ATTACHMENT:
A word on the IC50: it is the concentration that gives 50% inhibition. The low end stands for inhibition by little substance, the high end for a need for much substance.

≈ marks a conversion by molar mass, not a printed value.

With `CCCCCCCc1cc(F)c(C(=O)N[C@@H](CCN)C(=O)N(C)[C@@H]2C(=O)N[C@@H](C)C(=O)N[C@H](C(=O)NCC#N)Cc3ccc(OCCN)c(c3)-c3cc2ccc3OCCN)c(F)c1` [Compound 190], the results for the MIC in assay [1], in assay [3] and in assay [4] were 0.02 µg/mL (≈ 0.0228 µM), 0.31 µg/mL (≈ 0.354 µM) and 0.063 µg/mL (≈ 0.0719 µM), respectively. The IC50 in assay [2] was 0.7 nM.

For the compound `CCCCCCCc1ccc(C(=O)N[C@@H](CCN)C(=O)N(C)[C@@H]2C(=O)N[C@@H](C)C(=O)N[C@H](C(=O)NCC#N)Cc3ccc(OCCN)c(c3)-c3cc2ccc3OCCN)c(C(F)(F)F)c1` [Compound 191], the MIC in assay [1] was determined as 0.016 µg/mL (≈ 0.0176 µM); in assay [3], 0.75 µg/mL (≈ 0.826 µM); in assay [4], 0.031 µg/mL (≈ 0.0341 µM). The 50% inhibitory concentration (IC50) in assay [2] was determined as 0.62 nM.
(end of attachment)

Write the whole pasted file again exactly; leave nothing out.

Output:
A word on the IC50: it is the concentration that gives 50% inhibition. The low end stands for inhibition by little substance, the high end for a need for much substance.

≈ marks a conversion by molar mass, not a printed value.

With `CCCCCCCc1cc(F)c(C(=O)N[C@@H](CCN)C(=O)N(C)[C@@H]2C(=O)N[C@@H](C)C(=O)N[C@H](C(=O)NCC#N)Cc3ccc(OCCN)c(c3)-c3cc2ccc3OCCN)c(F)c1` [Compound 190], the results for the MIC in assay [1], in assay [3] and in assay [4] were 0.02 µg/mL (≈ 0.0228 µM), 0.31 µg/mL (≈ 0.354 µM) and 0.063 µg/mL (≈ 0.0719 µM), respectively. The IC50 in assay [2] was 0.7 nM.

For the compound `CCCCCCCc1ccc(C(=O)N[C@@H](CCN)C(=O)N(C)[C@@H]2C(=O)N[C@@H](C)C(=O)N[C@H](C(=O)NCC#N)Cc3ccc(OCCN)c(c3)-c3cc2ccc3OCCN)c(C(F)(F)F)c1` [Compound 191], the MIC in assay [1] was determined as 0.016 µg/mL (≈ 0.0176 µM); in assay [3], 0.75 µg/mL (≈ 0.826 µM); in assay [4], 0.031 µg/mL (≈ 0.0341 µM). The 50% inhibitory concentration (IC50) in assay [2] was determined as 0.62 nM.